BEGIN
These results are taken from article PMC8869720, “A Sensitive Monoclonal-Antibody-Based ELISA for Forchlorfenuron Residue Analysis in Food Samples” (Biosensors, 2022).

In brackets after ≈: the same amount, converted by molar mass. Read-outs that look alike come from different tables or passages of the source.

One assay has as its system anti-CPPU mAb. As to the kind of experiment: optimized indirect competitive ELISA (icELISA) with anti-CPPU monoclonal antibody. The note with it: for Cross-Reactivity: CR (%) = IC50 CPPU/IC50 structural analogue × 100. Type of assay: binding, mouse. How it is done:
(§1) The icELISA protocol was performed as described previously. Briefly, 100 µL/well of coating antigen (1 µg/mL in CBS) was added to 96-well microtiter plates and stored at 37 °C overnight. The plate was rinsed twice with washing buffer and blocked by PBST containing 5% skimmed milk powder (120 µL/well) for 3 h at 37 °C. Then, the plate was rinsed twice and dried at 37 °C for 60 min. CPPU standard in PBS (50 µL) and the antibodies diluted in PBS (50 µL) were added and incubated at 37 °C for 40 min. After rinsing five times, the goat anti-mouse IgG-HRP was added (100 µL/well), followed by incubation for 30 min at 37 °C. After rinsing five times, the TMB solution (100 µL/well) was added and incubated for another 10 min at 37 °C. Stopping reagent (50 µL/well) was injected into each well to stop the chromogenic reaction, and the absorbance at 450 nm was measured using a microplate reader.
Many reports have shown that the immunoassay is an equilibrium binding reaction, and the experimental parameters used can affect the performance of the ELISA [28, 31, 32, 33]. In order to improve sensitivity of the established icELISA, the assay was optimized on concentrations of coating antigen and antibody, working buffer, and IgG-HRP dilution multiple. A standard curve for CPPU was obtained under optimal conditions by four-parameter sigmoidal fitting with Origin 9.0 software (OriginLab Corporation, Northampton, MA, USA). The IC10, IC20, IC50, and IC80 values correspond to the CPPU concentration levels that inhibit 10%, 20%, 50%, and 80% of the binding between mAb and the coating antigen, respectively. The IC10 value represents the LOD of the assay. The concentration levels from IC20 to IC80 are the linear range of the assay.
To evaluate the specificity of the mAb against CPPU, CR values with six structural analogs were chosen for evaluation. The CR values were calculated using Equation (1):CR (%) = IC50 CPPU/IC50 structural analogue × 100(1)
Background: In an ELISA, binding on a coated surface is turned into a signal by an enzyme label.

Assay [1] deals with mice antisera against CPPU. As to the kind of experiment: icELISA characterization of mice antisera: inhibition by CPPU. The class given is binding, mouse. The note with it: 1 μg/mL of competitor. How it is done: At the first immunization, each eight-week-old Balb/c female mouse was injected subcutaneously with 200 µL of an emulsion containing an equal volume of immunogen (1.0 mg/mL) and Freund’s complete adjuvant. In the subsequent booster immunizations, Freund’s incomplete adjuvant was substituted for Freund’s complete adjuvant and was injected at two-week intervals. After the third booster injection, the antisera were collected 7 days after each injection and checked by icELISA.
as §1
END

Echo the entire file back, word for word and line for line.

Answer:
These results are taken from article PMC8869720, “A Sensitive Monoclonal-Antibody-Based ELISA for Forchlorfenuron Residue Analysis in Food Samples” (Biosensors, 2022).

In brackets after ≈: the same amount, converted by molar mass. Read-outs that look alike come from different tables or passages of the source.

One assay has as its system anti-CPPU mAb. As to the kind of experiment: optimized indirect competitive ELISA (icELISA) with anti-CPPU monoclonal antibody. The note with it: for Cross-Reactivity: CR (%) = IC50 CPPU/IC50 structural analogue × 100. Type of assay: binding, mouse. How it is done:
(§1) The icELISA protocol was performed as described previously. Briefly, 100 µL/well of coating antigen (1 µg/mL in CBS) was added to 96-well microtiter plates and stored at 37 °C overnight. The plate was rinsed twice with washing buffer and blocked by PBST containing 5% skimmed milk powder (120 µL/well) for 3 h at 37 °C. Then, the plate was rinsed twice and dried at 37 °C for 60 min. CPPU standard in PBS (50 µL) and the antibodies diluted in PBS (50 µL) were added and incubated at 37 °C for 40 min. After rinsing five times, the goat anti-mouse IgG-HRP was added (100 µL/well), followed by incubation for 30 min at 37 °C. After rinsing five times, the TMB solution (100 µL/well) was added and incubated for another 10 min at 37 °C. Stopping reagent (50 µL/well) was injected into each well to stop the chromogenic reaction, and the absorbance at 450 nm was measured using a microplate reader.
Many reports have shown that the immunoassay is an equilibrium binding reaction, and the experimental parameters used can affect the performance of the ELISA [28, 31, 32, 33]. In order to improve sensitivity of the established icELISA, the assay was optimized on concentrations of coating antigen and antibody, working buffer, and IgG-HRP dilution multiple. A standard curve for CPPU was obtained under optimal conditions by four-parameter sigmoidal fitting with Origin 9.0 software (OriginLab Corporation, Northampton, MA, USA). The IC10, IC20, IC50, and IC80 values correspond to the CPPU concentration levels that inhibit 10%, 20%, 50%, and 80% of the binding between mAb and the coating antigen, respectively. The IC10 value represents the LOD of the assay. The concentration levels from IC20 to IC80 are the linear range of the assay.
To evaluate the specificity of the mAb against CPPU, CR values with six structural analogs were chosen for evaluation. The CR values were calculated using Equation (1):CR (%) = IC50 CPPU/IC50 structural analogue × 100(1)
Background: In an ELISA, binding on a coated surface is turned into a signal by an enzyme label.

Assay [1] deals with mice antisera against CPPU. As to the kind of experiment: icELISA characterization of mice antisera: inhibition by CPPU. The class given is binding, mouse. The note with it: 1 μg/mL of competitor. How it is done: At the first immunization, each eight-week-old Balb/c female mouse was injected subcutaneously with 200 µL of an emulsion containing an equal volume of immunogen (1.0 mg/mL) and Freund’s complete adjuvant. In the subsequent booster immunizations, Freund’s incomplete adjuvant was substituted for Freund’s complete adjuvant and was injected at two-week intervals. After the third booster injection, the antisera were collected 7 days after each injection and checked by icELISA.
as §1